Here are four things I’ve learned about how to shed old skin in a healthy way:

First, stay still. As bizarre as it seemed, I didn’t really feel like talking to anyone for the past four weeks as I was going through this process. I was tired, doing my work felt extra hard, and I felt like I had zero thoughts to contribute to anyone, in any form. This was an uncomfortable period, especially because a large part of my work is sharing ideas with people like you. But I had to stay still. I had to stay in this quiet, foggy place as long as I needed to in order for the transition to occur. Did I consider signing up for a $10,000 life coach training program? Sure. Did I watch TV voraciously to distract me from what felt like despair? You bet. But I tried not to make any changes – I knew something was happening, and I had to just let it run its course.

Second, do less. Transformation is energetically exhausting, and I don’t think we give ourselves enough credit for that fact. Snakes know it, and caterpillars hibernate for a long time before they come out of their cocoons transformed, but we humans kind of forget that we need to do less when we’re shedding old skin. These periods of transition can be confusing, and our knee-jerk reaction is often to take more action, be more disciplined, or sign up for another thing. I would encourage you to do less in this period. Cancel a meeting, skip a class, or take a nap. Your energy system needs extra resources in order to support the transformation that’s happening beneath your awareness, so let yourself rest a little more than usual right now.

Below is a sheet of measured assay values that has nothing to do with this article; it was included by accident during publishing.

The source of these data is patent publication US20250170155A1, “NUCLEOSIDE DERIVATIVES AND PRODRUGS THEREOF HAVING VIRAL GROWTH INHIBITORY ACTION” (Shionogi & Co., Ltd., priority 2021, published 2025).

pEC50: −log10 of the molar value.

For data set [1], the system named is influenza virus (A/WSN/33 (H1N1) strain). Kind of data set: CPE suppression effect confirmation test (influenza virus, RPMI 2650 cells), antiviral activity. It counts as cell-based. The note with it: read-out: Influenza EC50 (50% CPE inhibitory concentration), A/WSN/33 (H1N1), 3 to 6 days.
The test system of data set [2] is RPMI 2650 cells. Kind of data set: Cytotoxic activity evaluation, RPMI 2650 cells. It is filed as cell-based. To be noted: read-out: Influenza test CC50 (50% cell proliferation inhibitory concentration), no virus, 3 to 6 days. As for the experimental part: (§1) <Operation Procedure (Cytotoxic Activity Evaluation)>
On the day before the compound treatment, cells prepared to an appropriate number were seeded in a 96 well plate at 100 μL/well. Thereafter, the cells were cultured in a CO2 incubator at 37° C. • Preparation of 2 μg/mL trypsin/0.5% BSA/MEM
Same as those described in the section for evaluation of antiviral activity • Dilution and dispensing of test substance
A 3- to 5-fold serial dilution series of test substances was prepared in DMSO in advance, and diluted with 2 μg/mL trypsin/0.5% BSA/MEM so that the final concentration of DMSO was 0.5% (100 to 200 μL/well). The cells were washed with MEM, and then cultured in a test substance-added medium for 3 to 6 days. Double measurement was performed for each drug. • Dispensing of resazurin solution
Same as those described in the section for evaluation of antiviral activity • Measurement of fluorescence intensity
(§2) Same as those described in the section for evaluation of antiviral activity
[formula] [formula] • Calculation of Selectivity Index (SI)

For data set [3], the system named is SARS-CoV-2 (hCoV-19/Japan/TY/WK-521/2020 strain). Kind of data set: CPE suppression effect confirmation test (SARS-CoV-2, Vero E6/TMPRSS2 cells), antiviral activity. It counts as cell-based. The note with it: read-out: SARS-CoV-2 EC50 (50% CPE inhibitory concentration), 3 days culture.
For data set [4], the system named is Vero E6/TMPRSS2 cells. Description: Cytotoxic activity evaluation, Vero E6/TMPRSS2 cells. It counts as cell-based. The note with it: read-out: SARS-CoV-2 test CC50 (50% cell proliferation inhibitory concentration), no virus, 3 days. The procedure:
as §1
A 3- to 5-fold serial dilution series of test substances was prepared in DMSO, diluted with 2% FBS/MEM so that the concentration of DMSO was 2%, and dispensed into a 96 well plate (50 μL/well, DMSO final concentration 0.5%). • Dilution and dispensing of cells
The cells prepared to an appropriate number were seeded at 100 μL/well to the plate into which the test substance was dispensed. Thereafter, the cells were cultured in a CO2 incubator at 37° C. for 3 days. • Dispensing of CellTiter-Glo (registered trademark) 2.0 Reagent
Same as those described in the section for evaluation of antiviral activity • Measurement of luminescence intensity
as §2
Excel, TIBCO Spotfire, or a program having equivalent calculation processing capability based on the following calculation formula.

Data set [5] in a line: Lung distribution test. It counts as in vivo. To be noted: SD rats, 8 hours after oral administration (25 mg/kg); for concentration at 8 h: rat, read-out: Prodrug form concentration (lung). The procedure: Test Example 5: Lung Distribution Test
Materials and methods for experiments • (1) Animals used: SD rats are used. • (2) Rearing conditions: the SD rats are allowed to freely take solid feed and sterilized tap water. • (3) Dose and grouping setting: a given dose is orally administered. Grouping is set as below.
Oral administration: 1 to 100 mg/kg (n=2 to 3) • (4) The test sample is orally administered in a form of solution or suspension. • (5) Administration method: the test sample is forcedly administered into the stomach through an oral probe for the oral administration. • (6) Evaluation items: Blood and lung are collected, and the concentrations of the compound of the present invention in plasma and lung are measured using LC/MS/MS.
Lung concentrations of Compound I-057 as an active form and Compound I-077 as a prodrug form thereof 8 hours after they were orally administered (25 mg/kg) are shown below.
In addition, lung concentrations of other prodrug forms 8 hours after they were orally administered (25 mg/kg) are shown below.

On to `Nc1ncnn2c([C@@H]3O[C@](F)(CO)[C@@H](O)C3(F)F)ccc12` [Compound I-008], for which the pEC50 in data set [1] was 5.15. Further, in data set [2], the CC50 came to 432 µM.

Third, whatever you do do, make it something your heart wants. You’ll need to exercise different muscles in this process than you may be used to using. As smart as you are, you can’t think your way out of this one – it has to be a heart-centered process. Amp up the things in your life that just.feel.good. Do whatever feels good to you, whether it’s ordering a special meal, going to bed a little earlier, or lighting a candle that you love. The blindness in this process can feel scary, so take actions that truly anchor and comfort you at a deep level.

Finally, pay attention to signs and dreams. Like I said earlier, this is not an intellectual exercise. You’re shedding old beliefs about yourself and the world around you, and that can’t be done consciously. You can, however, use your thinking brain to pay attention to your dreams or to “synchronicities” – seemingly non-coincidental coincidences. Your subconscious will be trying to communicate with you during this process, so pay attention to what your intuition is showing you.

megan leatherman career coach and human resources consultantAfter shedding their old skins, snakes see clearly, have vibrant, colorful new skins, and are re-energized for the next stage of their life cycle.

This doesn’t have to be a grand, mind-bending process in order for it to be really important. When we’re aware of the natural transitions that our deeper selves want us to go through, we can allow the process to happen gracefully and completely instead of fighting it or cutting it off prematurely.

I hope you trust that you will be more vibrant, energized, and clear-sighted after flowing with this natural process.


Resources:

http://www.reptileknowledge.com/articles/article8.php

http://www.peteducation.com/article.cfm?c=17+1831&aid=1648